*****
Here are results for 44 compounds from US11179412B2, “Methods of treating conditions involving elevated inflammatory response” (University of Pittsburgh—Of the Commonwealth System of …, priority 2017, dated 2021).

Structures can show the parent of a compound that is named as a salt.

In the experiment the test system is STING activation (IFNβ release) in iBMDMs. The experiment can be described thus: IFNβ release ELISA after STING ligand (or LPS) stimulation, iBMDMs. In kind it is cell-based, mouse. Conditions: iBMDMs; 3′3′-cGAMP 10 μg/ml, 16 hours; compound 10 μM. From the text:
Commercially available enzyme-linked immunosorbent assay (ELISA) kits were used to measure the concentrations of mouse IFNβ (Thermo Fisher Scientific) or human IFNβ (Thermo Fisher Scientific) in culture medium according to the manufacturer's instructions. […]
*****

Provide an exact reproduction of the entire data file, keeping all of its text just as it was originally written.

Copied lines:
Here are results for 44 compounds from US11179412B2, “Methods of treating conditions involving elevated inflammatory response” (University of Pittsburgh—Of the Commonwealth System of …, priority 2017, dated 2021).

Structures can show the parent of a compound that is named as a salt.

In the experiment the test system is STING activation (IFNβ release) in iBMDMs. The experiment can be described thus: IFNβ release ELISA after STING ligand (or LPS) stimulation, iBMDMs. In kind it is cell-based, mouse. Conditions: iBMDMs; 3′3′-cGAMP 10 μg/ml, 16 hours; compound 10 μM. From the text:
Commercially available enzyme-linked immunosorbent assay (ELISA) kits were used to measure the concentrations of mouse IFNβ (Thermo Fisher Scientific) or human IFNβ (Thermo Fisher Scientific) in culture medium according to the manufacturer's instructions. […]